2.  Prices keep  going up.  This is one of the biggest secrets that Rolex doesn't want you to know about.  Certainly if you can't afford a Rolex, their sister brand Tudor is definitely an option for you as well.  The Oyster case and movement look and act almost identical to a Rolex for a fraction of the price.

However, Rolex timepieces are becoming a great investment for collectors that are buying and stashing their timepieces for only a few years.  I don't know how long that will continue.  However, the cost to owning a Rolex keeps rising.

3.  There is no digital Rolex.  I said it.  You may not agree with me, but I think Rolex would be the perfect brand to come out with an infinitely serviceable digital timepiece with analog crossover.  Perhaps the digital mechanism could be upgraded every 3 years with a new module to support the latest and greatest programming.  But combine the digital features of a Samsung with the analog features and design of a Rolex and you get a timepiece that can not just do anything, but would not be something that could be handed down for generations.

I think Rolex is the perfect brand to do this.  Currently with Apple watches and Droid watches, after 3 years the former model will end up in the trash bin.  Rolex has a history of making timepieces that last.  They could offer to service these timepieces for the life of the watch and manufacture the digital components with constant upgrades so that these timepieces could live on and survive for generations.

4. The random serial number system.  Implemented in 2011 in order to help retailers disguise the fact that their Rolex inventory might be the same inventory as the previous year, the serial number system no longer tells the buyer when a timepiece was manufactured.  Yes, you can find out from Rolex itself the manufactured date, but it isn't self evident as it used to be.  In previous years you could look at the serial number engraving and easily determine the year it was produced.

5. Can't custom design your Rolex.  If Rolex determines that it wants to put a Jubilee bracelet on a particular model and stop making it with an Oyster bracelet, you can't opt to swap out the bracelet you prefer to own.  And you can't easily get a spare bracelet from Rolex without buying the whole timepiece.  Perhaps you would like a specific metal, a specific dial, bezel, and bracelet.  You can't pick and choose.  You only can choose from what is already manufactured.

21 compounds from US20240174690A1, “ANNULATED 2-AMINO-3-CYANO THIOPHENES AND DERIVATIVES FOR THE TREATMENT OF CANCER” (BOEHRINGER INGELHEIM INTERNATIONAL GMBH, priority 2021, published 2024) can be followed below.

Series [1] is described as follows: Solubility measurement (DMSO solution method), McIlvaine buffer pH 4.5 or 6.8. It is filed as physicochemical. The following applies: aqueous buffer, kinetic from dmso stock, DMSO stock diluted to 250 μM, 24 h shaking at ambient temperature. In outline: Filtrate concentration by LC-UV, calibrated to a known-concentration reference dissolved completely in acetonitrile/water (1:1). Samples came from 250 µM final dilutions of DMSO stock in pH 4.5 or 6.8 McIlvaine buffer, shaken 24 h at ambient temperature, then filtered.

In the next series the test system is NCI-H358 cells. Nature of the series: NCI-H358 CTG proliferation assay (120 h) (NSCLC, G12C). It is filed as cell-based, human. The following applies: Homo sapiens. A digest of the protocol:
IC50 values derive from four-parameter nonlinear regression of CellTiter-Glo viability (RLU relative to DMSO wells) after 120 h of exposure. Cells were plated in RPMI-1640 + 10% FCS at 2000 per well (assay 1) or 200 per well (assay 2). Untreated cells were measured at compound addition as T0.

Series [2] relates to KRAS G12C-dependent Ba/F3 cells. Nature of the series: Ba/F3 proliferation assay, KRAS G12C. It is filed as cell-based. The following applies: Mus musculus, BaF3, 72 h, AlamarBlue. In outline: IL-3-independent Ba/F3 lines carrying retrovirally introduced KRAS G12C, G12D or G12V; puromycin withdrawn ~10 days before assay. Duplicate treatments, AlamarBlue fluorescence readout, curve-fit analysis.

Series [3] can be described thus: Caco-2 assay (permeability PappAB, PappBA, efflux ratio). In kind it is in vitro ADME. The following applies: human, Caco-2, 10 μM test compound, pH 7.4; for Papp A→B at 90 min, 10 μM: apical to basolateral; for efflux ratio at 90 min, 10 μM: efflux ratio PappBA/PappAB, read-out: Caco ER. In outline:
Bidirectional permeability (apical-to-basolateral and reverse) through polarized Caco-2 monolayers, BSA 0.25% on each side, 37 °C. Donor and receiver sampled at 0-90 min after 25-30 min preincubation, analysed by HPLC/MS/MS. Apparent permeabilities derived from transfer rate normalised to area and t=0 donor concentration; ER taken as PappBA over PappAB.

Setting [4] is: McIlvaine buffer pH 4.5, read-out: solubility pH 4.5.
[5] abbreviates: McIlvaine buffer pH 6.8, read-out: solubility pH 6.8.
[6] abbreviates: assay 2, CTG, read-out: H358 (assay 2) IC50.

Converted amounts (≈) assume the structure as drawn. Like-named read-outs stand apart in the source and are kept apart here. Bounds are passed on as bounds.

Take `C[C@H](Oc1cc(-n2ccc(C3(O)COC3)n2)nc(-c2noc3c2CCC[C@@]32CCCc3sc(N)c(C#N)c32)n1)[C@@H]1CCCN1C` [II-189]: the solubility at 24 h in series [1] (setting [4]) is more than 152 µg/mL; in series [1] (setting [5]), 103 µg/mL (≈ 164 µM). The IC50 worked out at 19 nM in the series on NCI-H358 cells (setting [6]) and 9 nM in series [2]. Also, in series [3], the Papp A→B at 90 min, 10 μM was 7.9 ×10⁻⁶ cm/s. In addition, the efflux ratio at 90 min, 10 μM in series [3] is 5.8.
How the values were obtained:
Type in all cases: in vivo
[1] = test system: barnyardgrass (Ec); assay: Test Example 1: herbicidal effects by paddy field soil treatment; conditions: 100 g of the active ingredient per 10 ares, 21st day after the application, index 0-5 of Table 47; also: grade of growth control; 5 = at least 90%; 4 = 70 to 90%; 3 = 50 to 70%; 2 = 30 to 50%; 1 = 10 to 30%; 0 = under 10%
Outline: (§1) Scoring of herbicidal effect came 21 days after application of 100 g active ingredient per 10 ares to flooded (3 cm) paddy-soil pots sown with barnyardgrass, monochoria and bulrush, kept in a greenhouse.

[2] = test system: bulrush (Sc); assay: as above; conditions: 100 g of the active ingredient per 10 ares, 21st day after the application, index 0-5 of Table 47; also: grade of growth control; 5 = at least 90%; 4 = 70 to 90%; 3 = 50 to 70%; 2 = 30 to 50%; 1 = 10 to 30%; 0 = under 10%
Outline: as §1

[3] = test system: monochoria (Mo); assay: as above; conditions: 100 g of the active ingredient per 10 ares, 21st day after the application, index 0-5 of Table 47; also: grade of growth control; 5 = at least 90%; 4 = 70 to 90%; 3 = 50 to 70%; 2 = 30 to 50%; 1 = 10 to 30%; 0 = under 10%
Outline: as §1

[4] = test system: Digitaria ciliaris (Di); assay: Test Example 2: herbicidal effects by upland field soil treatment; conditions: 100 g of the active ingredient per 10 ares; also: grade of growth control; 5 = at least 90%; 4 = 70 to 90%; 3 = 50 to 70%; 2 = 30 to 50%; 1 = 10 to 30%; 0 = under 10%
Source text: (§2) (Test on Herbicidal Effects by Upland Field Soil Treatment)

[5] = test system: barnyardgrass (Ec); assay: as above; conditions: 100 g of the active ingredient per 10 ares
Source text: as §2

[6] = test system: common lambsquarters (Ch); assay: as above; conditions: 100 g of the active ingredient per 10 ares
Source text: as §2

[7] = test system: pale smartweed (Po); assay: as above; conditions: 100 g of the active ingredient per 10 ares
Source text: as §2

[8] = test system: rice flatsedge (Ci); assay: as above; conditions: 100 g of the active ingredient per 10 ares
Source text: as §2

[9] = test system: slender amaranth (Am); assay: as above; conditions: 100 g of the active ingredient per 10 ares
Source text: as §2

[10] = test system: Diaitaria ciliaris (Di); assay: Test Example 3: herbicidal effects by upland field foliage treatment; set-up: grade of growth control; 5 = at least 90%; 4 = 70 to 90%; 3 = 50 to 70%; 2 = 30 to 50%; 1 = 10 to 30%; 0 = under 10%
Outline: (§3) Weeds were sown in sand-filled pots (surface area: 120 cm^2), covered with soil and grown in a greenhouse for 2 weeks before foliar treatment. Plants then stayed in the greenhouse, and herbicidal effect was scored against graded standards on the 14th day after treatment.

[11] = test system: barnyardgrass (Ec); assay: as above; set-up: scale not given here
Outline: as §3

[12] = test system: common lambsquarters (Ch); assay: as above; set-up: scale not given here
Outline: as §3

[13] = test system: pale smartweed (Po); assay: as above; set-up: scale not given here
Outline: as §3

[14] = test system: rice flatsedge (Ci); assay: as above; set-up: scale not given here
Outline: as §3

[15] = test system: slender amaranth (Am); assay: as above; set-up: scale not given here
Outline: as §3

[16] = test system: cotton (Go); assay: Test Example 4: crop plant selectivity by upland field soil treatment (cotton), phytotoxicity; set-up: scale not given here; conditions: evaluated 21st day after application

6.  Rolex time pieces must be serviced every 5 years.  The cost of a Rolex service is $500 and you need to send it to Rolex for servicing.  That is quite an expense and upkeep cost, especially considering you could get a beautiful new Hamilton for about that price.

7.  Limited power reserve.  With Panerai timepieces hitting 10 days, you would expect Rolex to compete with some high power reserve models of their own.  I have to comment that Rolex has started upgrading their lineup to approx. 72 hours of power reserve - up from 48 hours.  However, I don't expect Rolex to hit 6 to 10 days of power reserve for years - if ever.

8.  People often have negative reaction to you wearing a Rolex.  Sometimes they think your timepiece is automatically fake.  They may think you to be ostentatious for wearing such an expensive timepiece.  Worse yet, they will strike up conversations about your timepiece - often asking the same questions you have heard over and over again.  Rolex is certainly a conversation starter.  If you are not a fine conversationalist, owning a Rolex could be a problem.

9. No Rolex is perfect.  Although Rolex spends much time and effort to create a superlative chronometer, a Rolex often needs to be adjusted regularly.  It doesn't keep as perfect time as your digital counterpart.

10. You can't own them all.  This is probably the most troubling aspect of owning a Rolex.  Because of the cost of a Rolex, you can only own one or two, perhaps.  Even two might be too much or too extravagant.  If you collect timepieces, you might own 5 or 6 timepieces or more.  However, with Rolex you need to get real selective and pick the one you will own for a long time or your lifetime.  If you have never  owned a Rolex, it is a daunting task to decide which piece you will settle down with.